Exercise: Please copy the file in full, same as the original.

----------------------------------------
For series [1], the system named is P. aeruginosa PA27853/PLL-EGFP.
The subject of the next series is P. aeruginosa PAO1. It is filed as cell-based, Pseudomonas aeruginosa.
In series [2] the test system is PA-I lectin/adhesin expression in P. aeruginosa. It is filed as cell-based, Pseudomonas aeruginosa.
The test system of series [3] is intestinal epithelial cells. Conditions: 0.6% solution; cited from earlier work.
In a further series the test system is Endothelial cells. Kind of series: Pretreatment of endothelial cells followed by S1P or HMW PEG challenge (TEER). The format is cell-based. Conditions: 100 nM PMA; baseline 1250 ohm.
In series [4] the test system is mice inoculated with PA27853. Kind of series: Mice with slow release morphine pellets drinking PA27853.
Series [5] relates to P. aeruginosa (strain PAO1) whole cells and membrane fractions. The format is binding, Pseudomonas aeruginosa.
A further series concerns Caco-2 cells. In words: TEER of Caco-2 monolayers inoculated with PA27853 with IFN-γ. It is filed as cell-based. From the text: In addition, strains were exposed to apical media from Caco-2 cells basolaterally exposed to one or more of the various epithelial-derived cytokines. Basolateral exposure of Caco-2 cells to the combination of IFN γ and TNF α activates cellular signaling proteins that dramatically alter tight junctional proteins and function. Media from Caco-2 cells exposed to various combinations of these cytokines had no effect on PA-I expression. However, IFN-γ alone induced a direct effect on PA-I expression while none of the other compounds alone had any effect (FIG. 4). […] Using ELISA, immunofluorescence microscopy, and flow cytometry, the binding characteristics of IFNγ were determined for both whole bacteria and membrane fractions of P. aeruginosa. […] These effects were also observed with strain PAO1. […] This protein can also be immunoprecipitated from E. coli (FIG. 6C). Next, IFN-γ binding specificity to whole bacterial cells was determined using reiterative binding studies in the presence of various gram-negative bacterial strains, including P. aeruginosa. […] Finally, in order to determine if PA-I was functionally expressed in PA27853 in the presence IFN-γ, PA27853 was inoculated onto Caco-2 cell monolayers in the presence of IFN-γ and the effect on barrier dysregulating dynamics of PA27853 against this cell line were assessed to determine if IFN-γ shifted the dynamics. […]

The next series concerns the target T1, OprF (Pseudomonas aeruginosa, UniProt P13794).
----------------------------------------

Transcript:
For series [1], the system named is P. aeruginosa PA27853/PLL-EGFP.
The subject of the next series is P. aeruginosa PAO1. It is filed as cell-based, Pseudomonas aeruginosa.
In series [2] the test system is PA-I lectin/adhesin expression in P. aeruginosa. It is filed as cell-based, Pseudomonas aeruginosa.
The test system of series [3] is intestinal epithelial cells. Conditions: 0.6% solution; cited from earlier work.
In a further series the test system is Endothelial cells. Kind of series: Pretreatment of endothelial cells followed by S1P or HMW PEG challenge (TEER). The format is cell-based. Conditions: 100 nM PMA; baseline 1250 ohm.
In series [4] the test system is mice inoculated with PA27853. Kind of series: Mice with slow release morphine pellets drinking PA27853.
Series [5] relates to P. aeruginosa (strain PAO1) whole cells and membrane fractions. The format is binding, Pseudomonas aeruginosa.
A further series concerns Caco-2 cells. In words: TEER of Caco-2 monolayers inoculated with PA27853 with IFN-γ. It is filed as cell-based. From the text: In addition, strains were exposed to apical media from Caco-2 cells basolaterally exposed to one or more of the various epithelial-derived cytokines. Basolateral exposure of Caco-2 cells to the combination of IFN γ and TNF α activates cellular signaling proteins that dramatically alter tight junctional proteins and function. Media from Caco-2 cells exposed to various combinations of these cytokines had no effect on PA-I expression. However, IFN-γ alone induced a direct effect on PA-I expression while none of the other compounds alone had any effect (FIG. 4). […] Using ELISA, immunofluorescence microscopy, and flow cytometry, the binding characteristics of IFNγ were determined for both whole bacteria and membrane fractions of P. aeruginosa. […] These effects were also observed with strain PAO1. […] This protein can also be immunoprecipitated from E. coli (FIG. 6C). Next, IFN-γ binding specificity to whole bacterial cells was determined using reiterative binding studies in the presence of various gram-negative bacterial strains, including P. aeruginosa. […] Finally, in order to determine if PA-I was functionally expressed in PA27853 in the presence IFN-γ, PA27853 was inoculated onto Caco-2 cell monolayers in the presence of IFN-γ and the effect on barrier dysregulating dynamics of PA27853 against this cell line were assessed to determine if IFN-γ shifted the dynamics. […]

The next series concerns the target T1, OprF (Pseudomonas aeruginosa, UniProt P13794).